On top of all that, the tax calculator on Obama’s website doesn’t take into account a single drop of the new healthcare taxes, as the administration doesn’t consider them to be taxes, although the Supreme Court does, and you’ll still have to pay for them on your tax return.

THAT is accurate. Don’t believe the hype.

Now, that commenter was wrong.  It's not hype or propaganda for a tax calculator which compares two tax plans to present the results based on the assumption that those tax plans are instituted.  She or he did, however, correctly point out that the media is calling it Taxmageddon, and that it will be very bad if it happens.

Personally, I think the responsible thing for the Obama administration to do is to let it happen -- unless Congress is willing to let them pass a sane tax policy.  The economic policies that the Republican party treat as dogma have been proven, for decades, to not work.  It's better for the American people to suffer the short-term problem of their refusal to create a sane spending plan than to cave to their demands, and institute policies that would help sustain the long-term decline of America as a country of significance.

Mainstream Republican views [TW: rape]

Tyler Oakley reblogged a post from Tumblr user AGV notes, titled Top 5 Quotes About Rape from Republican Men:

These are the best (worst) GOP rape quotes I could find - but message me if you have more. Let’s hold these people accountable.

1. Todd Akin: “If it’s a legitimate rape, the female body has ways of shutting that whole thing down” - mid 2012 Senate Campaign

2. Claytie Williams: “If it’s inevitable, just relax and enjoy it” - mid 1990 Gubernatorial race in Texas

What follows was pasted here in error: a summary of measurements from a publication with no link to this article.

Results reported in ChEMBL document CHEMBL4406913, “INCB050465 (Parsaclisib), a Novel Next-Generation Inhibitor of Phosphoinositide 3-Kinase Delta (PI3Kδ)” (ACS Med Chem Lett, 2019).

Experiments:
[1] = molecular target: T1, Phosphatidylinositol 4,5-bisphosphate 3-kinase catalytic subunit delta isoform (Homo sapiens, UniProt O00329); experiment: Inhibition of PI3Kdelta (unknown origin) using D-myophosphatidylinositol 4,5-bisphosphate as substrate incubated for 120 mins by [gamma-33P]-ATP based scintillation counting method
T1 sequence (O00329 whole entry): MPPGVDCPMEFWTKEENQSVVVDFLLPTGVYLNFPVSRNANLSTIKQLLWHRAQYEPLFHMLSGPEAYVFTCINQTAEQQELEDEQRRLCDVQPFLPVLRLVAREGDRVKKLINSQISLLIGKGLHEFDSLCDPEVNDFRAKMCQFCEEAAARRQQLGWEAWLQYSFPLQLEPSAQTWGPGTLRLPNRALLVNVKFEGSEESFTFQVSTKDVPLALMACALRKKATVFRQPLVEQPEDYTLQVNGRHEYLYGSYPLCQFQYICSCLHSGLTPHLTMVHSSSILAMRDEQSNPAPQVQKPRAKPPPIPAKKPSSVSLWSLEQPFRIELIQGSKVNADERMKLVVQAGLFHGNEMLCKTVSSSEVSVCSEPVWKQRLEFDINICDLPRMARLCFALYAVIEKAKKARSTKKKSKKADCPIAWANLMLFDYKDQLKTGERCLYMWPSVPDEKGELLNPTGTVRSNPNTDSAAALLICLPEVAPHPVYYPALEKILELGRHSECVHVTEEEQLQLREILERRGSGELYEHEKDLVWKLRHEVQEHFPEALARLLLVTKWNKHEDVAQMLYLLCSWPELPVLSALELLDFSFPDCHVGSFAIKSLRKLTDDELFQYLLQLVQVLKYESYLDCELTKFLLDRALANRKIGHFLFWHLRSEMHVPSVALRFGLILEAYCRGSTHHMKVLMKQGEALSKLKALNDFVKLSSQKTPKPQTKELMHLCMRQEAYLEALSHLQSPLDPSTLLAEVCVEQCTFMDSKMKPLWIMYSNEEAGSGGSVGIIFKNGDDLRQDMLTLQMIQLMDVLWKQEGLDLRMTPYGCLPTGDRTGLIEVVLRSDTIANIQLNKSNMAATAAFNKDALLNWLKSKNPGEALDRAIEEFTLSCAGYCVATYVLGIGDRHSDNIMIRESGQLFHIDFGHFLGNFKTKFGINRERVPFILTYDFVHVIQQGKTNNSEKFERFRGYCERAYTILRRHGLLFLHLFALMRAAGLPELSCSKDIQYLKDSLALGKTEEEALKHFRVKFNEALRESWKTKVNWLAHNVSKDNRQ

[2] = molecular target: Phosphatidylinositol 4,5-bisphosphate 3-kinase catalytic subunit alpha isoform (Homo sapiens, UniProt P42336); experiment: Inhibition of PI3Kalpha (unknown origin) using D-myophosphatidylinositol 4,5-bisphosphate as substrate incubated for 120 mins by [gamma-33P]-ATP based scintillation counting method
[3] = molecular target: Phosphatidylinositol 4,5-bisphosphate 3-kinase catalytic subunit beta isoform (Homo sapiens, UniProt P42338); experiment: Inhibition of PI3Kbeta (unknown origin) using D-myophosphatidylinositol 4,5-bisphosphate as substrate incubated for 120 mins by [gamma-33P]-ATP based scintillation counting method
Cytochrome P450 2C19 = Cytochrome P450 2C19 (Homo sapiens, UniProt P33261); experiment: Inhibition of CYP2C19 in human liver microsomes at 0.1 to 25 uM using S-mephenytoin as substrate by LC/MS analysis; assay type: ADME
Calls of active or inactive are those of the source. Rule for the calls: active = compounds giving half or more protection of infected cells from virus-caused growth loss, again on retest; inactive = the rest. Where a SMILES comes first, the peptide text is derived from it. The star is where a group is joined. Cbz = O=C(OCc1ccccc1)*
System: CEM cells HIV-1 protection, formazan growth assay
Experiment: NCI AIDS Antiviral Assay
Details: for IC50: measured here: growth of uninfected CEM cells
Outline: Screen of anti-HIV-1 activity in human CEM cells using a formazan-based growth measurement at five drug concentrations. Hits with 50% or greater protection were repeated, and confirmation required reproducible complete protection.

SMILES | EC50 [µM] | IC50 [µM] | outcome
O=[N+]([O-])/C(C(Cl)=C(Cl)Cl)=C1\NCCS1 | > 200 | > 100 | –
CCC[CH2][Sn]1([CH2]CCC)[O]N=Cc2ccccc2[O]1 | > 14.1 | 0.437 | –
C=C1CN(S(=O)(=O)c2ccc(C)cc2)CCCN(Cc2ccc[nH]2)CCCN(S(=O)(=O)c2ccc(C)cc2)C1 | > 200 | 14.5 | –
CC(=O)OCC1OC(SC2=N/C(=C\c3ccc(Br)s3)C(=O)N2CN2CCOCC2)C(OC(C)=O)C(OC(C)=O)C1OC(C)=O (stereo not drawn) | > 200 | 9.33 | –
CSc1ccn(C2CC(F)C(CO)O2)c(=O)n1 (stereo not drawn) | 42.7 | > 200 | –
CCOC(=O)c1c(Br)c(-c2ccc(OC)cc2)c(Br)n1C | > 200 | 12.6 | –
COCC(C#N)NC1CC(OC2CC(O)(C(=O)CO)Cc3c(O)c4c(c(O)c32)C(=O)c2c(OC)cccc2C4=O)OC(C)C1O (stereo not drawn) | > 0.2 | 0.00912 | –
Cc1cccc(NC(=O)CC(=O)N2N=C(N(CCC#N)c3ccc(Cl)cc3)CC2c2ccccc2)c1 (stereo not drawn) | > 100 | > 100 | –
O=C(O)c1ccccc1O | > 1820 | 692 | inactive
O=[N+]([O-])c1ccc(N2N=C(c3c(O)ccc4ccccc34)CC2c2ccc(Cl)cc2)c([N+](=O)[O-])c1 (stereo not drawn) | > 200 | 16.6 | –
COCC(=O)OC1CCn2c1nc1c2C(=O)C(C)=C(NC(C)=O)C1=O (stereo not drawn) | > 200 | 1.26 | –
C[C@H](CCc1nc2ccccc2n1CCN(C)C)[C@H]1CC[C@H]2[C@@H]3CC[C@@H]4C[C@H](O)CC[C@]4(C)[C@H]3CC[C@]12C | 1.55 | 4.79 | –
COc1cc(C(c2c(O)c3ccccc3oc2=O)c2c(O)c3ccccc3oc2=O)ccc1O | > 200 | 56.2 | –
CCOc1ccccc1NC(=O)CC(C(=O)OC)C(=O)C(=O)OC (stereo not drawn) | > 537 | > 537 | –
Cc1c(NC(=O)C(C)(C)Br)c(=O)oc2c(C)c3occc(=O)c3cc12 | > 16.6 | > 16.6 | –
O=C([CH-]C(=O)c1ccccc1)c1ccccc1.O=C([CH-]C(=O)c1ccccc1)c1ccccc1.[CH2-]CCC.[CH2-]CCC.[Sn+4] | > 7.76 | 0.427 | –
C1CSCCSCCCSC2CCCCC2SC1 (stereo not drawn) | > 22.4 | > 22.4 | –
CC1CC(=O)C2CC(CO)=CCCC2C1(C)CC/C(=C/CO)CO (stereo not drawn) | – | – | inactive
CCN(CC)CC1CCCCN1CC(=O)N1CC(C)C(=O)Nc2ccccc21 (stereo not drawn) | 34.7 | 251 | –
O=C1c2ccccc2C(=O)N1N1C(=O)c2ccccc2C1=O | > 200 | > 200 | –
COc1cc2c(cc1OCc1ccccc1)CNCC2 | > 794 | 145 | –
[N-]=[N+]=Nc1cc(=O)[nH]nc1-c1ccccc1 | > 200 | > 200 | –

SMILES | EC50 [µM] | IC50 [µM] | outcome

3.  Chuck Winder: “I would hope that when a woman goes in to a physician with a rape issue, that physician will indeed ask her about perhaps her marriage, was this pregnancy caused by normal relations in a marriage or was it truly caused by a rape. I assume that’s part of the counseling that goes on.” - March 2012

4.  Ken Buck: “A jury could very well conclude that this is a case of buyer’s remorse … It appears to me … you invited him over… the appearance is of consent.” -October 2010

5. Rick Santorum: “I think the right approach is to accept this horribly created — in the sense of rape — but nevertheless a gift in a very broken way, the gift of human life, and accept what God has given to you… rape victims should make the best of a bad situation.” - January, 2012

PEOPLE: WE SHOULD ALL BE FURIOUS. WE SHOULD ALL GET PISSED OFF AND BE VOCAL ABOUT IT. WE SHOULD ALL VOTE.

These aren't fringe nutjobs, they're people with a lot of popular support.  Three of those quotes are from this year.  There are a lot of people in this country who seriously support this party over the other leading party.

Even if these are considered fringe views by a lot of Republicans -- even if these quotes lead a lot of voters to think, "That's a little over the line, but it's not a dealbreaker."  It's still terrifying.  These quotes are so far away from okay that if you think they're just over the line, you're too far gone.